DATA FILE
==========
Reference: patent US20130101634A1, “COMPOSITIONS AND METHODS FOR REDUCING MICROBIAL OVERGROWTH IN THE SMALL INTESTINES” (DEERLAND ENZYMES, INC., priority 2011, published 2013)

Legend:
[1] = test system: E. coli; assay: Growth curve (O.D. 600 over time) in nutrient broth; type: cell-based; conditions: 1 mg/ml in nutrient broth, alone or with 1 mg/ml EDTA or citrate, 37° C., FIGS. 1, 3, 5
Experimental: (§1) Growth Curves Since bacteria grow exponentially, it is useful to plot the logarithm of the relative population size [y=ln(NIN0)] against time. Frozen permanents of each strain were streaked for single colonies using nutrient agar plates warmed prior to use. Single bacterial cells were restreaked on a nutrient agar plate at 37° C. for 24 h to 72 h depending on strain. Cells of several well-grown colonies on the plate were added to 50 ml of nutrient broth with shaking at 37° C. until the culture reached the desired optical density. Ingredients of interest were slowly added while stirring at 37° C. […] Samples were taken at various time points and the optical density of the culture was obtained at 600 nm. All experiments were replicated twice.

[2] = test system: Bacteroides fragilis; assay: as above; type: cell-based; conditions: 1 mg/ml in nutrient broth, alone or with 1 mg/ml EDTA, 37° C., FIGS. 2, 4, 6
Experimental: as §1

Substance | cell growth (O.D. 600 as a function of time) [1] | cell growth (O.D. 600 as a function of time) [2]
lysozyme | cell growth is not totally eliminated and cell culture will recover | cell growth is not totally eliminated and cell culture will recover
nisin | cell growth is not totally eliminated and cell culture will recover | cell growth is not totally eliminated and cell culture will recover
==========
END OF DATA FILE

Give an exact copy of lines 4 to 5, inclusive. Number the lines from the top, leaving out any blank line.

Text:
Experimental: (§1) Growth Curves Since bacteria grow exponentially, it is useful to plot the logarithm of the relative population size [y=ln(NIN0)] against time. Frozen permanents of each strain were streaked for single colonies using nutrient agar plates warmed prior to use. Single bacterial cells were restreaked on a nutrient agar plate at 37° C. for 24 h to 72 h depending on strain. Cells of several well-grown colonies on the plate were added to 50 ml of nutrient broth with shaking at 37° C. until the culture reached the desired optical density. Ingredients of interest were slowly added while stirring at 37° C. […] Samples were taken at various time points and the optical density of the culture was obtained at 600 nm. All experiments were replicated twice.

[2] = test system: Bacteroides fragilis; assay: as above; type: cell-based; conditions: 1 mg/ml in nutrient broth, alone or with 1 mg/ml EDTA, 37° C., FIGS. 2, 4, 6